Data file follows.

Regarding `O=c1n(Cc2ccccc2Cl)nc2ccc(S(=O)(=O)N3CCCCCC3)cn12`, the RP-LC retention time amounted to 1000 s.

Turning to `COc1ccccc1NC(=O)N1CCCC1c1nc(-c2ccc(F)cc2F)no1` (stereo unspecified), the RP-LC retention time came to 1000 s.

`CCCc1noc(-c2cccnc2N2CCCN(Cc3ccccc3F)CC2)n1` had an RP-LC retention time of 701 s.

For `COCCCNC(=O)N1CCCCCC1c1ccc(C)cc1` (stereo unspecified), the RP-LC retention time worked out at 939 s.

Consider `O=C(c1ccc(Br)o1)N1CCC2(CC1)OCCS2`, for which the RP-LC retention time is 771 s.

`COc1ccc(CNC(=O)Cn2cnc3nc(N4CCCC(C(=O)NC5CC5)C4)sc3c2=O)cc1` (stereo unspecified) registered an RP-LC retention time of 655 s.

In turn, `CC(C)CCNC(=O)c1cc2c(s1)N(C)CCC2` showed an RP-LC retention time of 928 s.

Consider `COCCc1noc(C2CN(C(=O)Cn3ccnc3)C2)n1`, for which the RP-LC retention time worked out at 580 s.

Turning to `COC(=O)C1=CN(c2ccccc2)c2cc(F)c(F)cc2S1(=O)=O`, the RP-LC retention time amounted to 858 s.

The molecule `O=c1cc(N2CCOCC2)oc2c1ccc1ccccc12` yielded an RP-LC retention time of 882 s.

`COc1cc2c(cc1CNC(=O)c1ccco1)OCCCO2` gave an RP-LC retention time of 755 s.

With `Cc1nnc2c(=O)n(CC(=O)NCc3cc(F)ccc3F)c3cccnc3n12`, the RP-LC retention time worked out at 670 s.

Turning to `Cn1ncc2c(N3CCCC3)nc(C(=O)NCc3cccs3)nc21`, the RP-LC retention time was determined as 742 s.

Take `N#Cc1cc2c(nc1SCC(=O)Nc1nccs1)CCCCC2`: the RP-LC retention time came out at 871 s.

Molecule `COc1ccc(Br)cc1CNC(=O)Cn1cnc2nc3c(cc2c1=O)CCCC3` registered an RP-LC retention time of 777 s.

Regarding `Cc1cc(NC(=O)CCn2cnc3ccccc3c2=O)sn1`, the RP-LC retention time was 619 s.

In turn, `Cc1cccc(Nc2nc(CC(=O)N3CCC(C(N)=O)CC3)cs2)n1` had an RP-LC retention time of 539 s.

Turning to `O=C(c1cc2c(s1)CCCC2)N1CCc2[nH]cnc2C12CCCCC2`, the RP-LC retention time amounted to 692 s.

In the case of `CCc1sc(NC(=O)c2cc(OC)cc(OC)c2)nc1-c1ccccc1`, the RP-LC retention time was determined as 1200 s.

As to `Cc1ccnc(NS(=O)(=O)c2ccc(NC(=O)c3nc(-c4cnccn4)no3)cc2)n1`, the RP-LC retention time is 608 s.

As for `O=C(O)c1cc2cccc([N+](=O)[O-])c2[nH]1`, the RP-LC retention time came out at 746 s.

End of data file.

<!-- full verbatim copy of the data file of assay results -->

Regarding `O=c1n(Cc2ccccc2Cl)nc2ccc(S(=O)(=O)N3CCCCCC3)cn12`, the RP-LC retention time amounted to 1000 s.

Turning to `COc1ccccc1NC(=O)N1CCCC1c1nc(-c2ccc(F)cc2F)no1` (stereo unspecified), the RP-LC retention time came to 1000 s.

`CCCc1noc(-c2cccnc2N2CCCN(Cc3ccccc3F)CC2)n1` had an RP-LC retention time of 701 s.

For `COCCCNC(=O)N1CCCCCC1c1ccc(C)cc1` (stereo unspecified), the RP-LC retention time worked out at 939 s.

Consider `O=C(c1ccc(Br)o1)N1CCC2(CC1)OCCS2`, for which the RP-LC retention time is 771 s.

`COc1ccc(CNC(=O)Cn2cnc3nc(N4CCCC(C(=O)NC5CC5)C4)sc3c2=O)cc1` (stereo unspecified) registered an RP-LC retention time of 655 s.

In turn, `CC(C)CCNC(=O)c1cc2c(s1)N(C)CCC2` showed an RP-LC retention time of 928 s.

Consider `COCCc1noc(C2CN(C(=O)Cn3ccnc3)C2)n1`, for which the RP-LC retention time worked out at 580 s.

Turning to `COC(=O)C1=CN(c2ccccc2)c2cc(F)c(F)cc2S1(=O)=O`, the RP-LC retention time amounted to 858 s.

The molecule `O=c1cc(N2CCOCC2)oc2c1ccc1ccccc12` yielded an RP-LC retention time of 882 s.

`COc1cc2c(cc1CNC(=O)c1ccco1)OCCCO2` gave an RP-LC retention time of 755 s.

With `Cc1nnc2c(=O)n(CC(=O)NCc3cc(F)ccc3F)c3cccnc3n12`, the RP-LC retention time worked out at 670 s.

Turning to `Cn1ncc2c(N3CCCC3)nc(C(=O)NCc3cccs3)nc21`, the RP-LC retention time was determined as 742 s.

Take `N#Cc1cc2c(nc1SCC(=O)Nc1nccs1)CCCCC2`: the RP-LC retention time came out at 871 s.

Molecule `COc1ccc(Br)cc1CNC(=O)Cn1cnc2nc3c(cc2c1=O)CCCC3` registered an RP-LC retention time of 777 s.

Regarding `Cc1cc(NC(=O)CCn2cnc3ccccc3c2=O)sn1`, the RP-LC retention time was 619 s.

In turn, `Cc1cccc(Nc2nc(CC(=O)N3CCC(C(N)=O)CC3)cs2)n1` had an RP-LC retention time of 539 s.

Turning to `O=C(c1cc2c(s1)CCCC2)N1CCc2[nH]cnc2C12CCCCC2`, the RP-LC retention time amounted to 692 s.

In the case of `CCc1sc(NC(=O)c2cc(OC)cc(OC)c2)nc1-c1ccccc1`, the RP-LC retention time was determined as 1200 s.

As to `Cc1ccnc(NS(=O)(=O)c2ccc(NC(=O)c3nc(-c4cnccn4)no3)cc2)n1`, the RP-LC retention time is 608 s.

As for `O=C(O)c1cc2cccc([N+](=O)[O-])c2[nH]1`, the RP-LC retention time came out at 746 s.